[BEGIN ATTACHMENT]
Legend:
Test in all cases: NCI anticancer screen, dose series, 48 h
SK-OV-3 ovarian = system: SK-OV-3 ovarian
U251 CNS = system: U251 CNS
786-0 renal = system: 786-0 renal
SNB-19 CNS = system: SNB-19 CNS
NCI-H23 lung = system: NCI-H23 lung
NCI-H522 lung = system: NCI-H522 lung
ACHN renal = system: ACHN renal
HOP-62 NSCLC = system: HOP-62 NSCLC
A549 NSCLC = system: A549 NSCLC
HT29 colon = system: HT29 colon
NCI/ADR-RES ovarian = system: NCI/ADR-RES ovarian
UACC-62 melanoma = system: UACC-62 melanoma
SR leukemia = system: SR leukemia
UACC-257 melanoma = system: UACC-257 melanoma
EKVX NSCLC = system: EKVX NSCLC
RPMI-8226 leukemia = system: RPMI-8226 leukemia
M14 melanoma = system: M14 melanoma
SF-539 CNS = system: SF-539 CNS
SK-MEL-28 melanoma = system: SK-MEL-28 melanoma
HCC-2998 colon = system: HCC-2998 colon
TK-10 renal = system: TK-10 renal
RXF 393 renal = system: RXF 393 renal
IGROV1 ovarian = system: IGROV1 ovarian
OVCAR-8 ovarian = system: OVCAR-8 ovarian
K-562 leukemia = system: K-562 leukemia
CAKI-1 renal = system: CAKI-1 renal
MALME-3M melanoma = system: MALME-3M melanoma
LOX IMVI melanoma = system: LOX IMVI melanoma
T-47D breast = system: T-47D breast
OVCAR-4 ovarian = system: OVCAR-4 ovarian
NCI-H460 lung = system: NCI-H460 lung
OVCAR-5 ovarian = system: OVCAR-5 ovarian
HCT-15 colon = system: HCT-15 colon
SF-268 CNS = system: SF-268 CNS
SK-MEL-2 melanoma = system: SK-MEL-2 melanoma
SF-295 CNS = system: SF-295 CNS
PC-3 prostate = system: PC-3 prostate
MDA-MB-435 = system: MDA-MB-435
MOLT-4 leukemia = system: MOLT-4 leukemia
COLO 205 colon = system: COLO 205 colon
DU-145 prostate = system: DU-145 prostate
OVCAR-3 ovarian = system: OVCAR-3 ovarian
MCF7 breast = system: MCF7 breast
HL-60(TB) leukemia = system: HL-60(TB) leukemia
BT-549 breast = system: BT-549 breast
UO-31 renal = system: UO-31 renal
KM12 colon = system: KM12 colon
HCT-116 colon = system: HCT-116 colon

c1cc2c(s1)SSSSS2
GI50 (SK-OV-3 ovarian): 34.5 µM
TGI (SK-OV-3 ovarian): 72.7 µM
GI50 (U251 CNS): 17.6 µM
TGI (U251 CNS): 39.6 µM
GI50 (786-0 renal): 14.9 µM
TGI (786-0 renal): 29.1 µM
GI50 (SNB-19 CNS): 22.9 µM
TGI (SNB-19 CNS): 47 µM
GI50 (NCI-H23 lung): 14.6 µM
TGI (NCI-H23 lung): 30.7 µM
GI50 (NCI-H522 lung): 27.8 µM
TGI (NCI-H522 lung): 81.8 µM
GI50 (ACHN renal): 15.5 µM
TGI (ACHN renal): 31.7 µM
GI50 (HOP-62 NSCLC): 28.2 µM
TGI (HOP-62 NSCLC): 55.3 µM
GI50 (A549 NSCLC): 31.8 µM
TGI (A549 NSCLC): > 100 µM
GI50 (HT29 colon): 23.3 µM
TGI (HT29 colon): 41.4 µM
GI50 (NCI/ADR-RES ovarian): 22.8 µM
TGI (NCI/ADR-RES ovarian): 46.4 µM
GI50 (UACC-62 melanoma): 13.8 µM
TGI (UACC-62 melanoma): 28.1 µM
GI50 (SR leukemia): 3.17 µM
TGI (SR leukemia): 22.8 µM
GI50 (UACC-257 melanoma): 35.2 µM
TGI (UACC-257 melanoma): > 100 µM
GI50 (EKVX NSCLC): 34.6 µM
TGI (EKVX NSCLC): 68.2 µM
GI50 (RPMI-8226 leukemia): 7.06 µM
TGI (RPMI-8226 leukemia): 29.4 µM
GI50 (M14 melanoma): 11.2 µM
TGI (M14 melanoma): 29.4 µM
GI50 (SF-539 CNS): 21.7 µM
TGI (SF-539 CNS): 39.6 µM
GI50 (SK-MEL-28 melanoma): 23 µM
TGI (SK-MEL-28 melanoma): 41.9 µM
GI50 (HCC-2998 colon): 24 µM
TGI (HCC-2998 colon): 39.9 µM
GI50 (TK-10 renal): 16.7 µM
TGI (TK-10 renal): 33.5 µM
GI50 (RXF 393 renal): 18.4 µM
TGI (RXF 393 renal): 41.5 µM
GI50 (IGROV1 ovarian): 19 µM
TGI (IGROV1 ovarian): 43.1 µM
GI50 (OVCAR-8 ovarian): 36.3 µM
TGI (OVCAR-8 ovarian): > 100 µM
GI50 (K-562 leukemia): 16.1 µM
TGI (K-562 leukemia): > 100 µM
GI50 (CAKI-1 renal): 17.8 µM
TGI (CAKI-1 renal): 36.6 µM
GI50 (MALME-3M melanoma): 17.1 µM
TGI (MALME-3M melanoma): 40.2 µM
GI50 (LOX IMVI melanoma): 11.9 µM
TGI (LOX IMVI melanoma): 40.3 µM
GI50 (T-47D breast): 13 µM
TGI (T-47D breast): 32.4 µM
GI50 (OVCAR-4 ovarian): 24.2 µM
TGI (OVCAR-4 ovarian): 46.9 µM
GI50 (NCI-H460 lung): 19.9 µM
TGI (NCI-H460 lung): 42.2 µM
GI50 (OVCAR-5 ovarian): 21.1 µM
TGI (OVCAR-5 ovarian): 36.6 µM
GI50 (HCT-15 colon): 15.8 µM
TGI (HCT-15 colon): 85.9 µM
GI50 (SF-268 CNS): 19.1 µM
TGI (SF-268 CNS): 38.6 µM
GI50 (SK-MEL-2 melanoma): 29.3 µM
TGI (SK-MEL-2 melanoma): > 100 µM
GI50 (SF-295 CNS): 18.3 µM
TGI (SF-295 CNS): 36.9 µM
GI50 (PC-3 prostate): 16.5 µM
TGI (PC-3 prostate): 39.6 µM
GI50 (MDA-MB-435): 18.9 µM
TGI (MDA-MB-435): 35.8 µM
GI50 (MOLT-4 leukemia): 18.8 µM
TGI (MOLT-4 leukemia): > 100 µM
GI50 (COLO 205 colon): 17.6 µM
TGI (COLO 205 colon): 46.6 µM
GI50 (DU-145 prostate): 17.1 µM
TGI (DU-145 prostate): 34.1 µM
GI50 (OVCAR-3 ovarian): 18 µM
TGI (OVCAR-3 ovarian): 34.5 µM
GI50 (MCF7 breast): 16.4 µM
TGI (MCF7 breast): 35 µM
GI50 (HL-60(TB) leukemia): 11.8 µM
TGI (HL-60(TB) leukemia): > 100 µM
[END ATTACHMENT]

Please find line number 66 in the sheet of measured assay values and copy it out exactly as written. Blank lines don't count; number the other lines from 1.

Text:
GI50 (HOP-62 NSCLC): 28.2 µM